Example

Suppose that the distribution of height of men in a population is normally distributed with mean = i inches and a = 2.5 inches. A sample of 100 men drawn randomly from this population had an average height of 67 inches. Establish a 95% confidence interval for the mean height (= i) in the population as a whole.

As noted, X~ N(i, a2/n), which in this case becomes X~ N(i, 2.52/100). From Table D.1 one can see that

covers 95% of the area under the normal curve. Therefore, the preceding interval provides a 95% confidence interval for i. Plugging in the given values of X, a, and n, we obtain the 95% confidence interval as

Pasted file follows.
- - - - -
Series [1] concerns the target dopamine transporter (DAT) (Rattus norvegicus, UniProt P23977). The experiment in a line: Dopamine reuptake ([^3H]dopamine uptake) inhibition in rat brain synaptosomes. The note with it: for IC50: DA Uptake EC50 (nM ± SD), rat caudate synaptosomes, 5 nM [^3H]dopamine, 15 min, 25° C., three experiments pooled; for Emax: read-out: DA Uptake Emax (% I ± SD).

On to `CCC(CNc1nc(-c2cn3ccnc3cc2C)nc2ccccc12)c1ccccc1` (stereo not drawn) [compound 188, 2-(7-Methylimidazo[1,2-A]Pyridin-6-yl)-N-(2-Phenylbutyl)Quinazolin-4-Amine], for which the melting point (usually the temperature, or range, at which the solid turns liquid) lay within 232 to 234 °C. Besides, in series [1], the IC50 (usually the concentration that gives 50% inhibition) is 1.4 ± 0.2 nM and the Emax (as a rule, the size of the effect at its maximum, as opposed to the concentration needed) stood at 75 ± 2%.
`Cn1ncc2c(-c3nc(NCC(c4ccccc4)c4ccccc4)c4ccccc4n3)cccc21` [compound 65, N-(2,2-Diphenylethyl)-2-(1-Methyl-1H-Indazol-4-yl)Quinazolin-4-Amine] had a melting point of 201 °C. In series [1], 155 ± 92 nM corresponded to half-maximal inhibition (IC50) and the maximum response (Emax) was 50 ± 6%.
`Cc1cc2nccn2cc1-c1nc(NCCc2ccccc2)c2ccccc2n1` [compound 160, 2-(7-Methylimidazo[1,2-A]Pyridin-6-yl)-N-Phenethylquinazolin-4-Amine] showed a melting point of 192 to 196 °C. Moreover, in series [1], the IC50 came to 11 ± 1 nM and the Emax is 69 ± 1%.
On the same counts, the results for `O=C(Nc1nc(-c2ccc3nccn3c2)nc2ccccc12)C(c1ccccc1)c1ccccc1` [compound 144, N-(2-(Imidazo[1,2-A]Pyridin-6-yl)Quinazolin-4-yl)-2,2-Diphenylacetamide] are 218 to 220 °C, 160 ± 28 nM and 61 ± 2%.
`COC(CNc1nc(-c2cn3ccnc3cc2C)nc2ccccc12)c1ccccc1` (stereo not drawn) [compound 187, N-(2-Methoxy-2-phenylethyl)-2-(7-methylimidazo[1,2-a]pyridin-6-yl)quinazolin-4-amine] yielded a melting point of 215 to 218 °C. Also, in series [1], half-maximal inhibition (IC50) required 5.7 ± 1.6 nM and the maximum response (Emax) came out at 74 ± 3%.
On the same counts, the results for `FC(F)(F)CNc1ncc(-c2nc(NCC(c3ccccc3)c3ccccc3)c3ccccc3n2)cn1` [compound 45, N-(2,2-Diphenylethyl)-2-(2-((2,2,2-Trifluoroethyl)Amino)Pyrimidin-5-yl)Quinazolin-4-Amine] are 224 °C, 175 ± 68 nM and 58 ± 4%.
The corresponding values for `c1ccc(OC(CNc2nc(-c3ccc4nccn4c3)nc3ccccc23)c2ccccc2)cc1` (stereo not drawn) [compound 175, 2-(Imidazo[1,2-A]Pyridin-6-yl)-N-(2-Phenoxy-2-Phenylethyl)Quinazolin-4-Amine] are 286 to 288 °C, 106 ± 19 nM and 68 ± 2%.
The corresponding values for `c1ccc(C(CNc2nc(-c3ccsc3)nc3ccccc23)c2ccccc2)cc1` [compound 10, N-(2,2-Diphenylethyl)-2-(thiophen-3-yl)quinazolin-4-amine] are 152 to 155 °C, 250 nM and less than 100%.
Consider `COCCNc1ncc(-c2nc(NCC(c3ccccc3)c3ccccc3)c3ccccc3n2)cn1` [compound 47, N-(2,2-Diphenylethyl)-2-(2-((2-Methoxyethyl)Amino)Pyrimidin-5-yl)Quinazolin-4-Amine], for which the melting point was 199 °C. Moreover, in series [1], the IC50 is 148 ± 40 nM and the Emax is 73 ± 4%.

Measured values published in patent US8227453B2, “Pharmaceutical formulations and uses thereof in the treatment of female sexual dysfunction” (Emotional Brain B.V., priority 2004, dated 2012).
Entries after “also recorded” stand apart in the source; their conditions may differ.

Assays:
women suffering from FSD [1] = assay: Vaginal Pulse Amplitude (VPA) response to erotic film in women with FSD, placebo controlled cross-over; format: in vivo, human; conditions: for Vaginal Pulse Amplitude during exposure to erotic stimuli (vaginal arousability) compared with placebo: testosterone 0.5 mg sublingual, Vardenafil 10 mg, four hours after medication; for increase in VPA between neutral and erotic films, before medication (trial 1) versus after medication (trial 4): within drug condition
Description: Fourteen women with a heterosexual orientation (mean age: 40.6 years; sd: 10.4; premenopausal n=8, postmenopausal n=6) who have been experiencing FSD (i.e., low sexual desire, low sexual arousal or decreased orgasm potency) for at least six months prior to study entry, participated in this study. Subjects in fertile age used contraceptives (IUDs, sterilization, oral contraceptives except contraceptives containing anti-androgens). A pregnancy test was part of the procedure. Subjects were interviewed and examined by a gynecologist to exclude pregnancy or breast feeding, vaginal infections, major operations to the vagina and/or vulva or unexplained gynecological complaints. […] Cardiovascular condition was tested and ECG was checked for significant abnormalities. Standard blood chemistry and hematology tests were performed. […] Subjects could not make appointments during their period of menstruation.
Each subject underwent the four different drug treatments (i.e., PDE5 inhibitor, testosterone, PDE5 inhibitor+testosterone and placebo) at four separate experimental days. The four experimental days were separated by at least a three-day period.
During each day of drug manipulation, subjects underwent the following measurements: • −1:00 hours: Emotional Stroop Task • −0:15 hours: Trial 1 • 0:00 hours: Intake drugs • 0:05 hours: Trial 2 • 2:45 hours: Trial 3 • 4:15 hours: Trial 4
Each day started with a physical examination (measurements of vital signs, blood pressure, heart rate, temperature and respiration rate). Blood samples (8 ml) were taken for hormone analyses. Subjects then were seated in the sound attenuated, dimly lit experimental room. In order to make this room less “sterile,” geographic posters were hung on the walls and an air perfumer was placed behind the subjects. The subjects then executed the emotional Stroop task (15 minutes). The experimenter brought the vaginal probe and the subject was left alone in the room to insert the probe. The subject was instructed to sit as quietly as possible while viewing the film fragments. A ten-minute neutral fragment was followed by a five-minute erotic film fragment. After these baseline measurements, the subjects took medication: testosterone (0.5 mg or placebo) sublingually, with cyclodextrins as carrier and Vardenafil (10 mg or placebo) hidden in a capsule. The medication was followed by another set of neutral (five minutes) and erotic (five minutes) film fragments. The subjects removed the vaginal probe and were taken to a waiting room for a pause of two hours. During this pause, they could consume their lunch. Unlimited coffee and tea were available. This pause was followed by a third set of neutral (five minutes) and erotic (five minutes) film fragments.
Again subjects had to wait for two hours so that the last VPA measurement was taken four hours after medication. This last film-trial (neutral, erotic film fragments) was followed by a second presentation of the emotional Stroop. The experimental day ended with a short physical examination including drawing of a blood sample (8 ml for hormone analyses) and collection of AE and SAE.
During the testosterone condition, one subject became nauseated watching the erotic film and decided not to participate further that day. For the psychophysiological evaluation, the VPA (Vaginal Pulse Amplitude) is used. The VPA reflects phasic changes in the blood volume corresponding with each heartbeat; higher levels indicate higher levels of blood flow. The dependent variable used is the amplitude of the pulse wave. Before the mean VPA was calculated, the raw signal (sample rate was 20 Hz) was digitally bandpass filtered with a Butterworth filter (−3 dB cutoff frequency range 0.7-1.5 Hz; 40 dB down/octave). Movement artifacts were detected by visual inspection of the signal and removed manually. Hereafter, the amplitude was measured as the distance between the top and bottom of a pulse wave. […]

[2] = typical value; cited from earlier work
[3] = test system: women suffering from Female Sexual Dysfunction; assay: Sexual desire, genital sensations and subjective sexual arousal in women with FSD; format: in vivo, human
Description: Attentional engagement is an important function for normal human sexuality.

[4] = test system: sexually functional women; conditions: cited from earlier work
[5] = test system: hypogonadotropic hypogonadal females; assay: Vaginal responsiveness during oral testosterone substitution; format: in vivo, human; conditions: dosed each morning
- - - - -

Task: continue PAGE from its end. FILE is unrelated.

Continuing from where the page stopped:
In repeated such measurements, intervals thus established will include the true i with 95 percent confidence. A technical point may be noted here. Although we can say that the probability that the random interval [X± 1.96(a/V")] includes i is 95 percent, we cannot say that the probability is 95 percent that the particular interval (66.51, 67.49) includes i. Once this interval is fixed, the probability that it will include i is either 0 or 1. What we can say is that if we construct 100 such intervals, 95 out of the 100 intervals will include the true i; we cannot guarantee that one particular interval will necessarily include i.

898 APPENDIX A: A REVIEW OF SOME STATISTICAL CONCEPTS

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